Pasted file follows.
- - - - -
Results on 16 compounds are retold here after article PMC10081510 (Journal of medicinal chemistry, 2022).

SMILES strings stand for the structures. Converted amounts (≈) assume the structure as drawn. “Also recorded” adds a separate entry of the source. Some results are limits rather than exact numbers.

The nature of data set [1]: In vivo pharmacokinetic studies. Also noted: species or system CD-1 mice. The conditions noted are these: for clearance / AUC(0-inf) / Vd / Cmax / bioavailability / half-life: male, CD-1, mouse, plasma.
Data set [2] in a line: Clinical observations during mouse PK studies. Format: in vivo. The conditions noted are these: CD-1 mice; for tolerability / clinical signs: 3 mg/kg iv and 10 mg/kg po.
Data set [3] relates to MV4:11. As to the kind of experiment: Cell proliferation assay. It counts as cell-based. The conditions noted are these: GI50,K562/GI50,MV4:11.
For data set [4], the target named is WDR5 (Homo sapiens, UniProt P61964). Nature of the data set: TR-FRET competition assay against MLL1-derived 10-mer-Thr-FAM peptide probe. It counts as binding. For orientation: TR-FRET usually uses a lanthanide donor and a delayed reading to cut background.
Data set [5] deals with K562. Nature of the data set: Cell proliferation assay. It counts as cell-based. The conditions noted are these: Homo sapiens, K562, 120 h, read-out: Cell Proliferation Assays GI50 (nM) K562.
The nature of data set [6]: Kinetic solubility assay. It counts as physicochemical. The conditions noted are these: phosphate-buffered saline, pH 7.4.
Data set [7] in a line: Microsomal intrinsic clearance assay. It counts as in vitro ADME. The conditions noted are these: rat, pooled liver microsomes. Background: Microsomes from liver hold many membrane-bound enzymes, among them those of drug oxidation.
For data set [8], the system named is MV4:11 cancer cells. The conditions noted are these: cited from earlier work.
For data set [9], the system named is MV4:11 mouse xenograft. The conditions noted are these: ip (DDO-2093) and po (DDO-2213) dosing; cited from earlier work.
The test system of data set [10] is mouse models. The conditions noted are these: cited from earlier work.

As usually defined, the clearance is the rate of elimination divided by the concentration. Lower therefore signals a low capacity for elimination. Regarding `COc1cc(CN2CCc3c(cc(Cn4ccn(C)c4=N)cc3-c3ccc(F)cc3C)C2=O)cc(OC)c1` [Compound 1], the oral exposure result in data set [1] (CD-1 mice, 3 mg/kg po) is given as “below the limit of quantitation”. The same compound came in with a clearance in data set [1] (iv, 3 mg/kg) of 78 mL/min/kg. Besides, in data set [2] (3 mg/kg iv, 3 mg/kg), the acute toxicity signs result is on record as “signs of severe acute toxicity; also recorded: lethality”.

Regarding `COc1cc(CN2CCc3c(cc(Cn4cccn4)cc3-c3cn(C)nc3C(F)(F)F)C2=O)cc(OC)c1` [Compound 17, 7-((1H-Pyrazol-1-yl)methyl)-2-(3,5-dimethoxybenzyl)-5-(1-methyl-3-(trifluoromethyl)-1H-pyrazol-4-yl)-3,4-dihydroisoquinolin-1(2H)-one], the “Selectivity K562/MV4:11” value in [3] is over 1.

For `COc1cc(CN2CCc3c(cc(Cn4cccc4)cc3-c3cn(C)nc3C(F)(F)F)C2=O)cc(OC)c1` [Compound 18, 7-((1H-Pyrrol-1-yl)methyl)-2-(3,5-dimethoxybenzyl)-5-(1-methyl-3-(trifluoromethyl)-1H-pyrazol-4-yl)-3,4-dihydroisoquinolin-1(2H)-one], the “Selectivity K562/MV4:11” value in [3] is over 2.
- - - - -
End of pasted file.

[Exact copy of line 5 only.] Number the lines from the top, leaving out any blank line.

Data set [3] relates to MV4:11. As to the kind of experiment: Cell proliferation assay. It counts as cell-based. The conditions noted are these: GI50,K562/GI50,MV4:11.